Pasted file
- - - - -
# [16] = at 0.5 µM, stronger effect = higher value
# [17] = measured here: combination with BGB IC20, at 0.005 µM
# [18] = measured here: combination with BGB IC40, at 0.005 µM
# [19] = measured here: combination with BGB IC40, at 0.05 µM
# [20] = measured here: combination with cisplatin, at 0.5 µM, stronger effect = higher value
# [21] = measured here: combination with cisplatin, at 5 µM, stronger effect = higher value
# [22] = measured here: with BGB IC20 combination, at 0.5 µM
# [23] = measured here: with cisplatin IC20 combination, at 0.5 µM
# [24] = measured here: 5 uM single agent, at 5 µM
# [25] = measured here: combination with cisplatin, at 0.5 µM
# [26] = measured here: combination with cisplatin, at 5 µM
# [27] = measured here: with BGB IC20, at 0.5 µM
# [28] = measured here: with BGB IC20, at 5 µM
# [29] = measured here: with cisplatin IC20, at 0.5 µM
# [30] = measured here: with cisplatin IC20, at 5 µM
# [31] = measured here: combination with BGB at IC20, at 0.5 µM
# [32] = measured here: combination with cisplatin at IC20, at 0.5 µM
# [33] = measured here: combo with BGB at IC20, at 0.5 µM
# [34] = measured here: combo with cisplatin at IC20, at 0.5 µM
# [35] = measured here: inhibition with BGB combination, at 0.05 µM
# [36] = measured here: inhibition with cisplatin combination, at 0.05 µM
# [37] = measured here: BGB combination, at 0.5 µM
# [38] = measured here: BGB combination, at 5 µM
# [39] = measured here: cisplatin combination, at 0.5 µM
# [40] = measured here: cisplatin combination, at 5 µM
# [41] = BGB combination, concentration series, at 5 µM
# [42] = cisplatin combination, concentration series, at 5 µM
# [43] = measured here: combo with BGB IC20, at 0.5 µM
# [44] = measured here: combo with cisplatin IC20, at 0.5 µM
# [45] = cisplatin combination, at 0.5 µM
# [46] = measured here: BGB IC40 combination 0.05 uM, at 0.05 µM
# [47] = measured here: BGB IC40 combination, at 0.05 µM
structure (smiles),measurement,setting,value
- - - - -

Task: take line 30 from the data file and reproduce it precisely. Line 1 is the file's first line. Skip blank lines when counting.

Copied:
# [45] = cisplatin combination, at 0.5 µM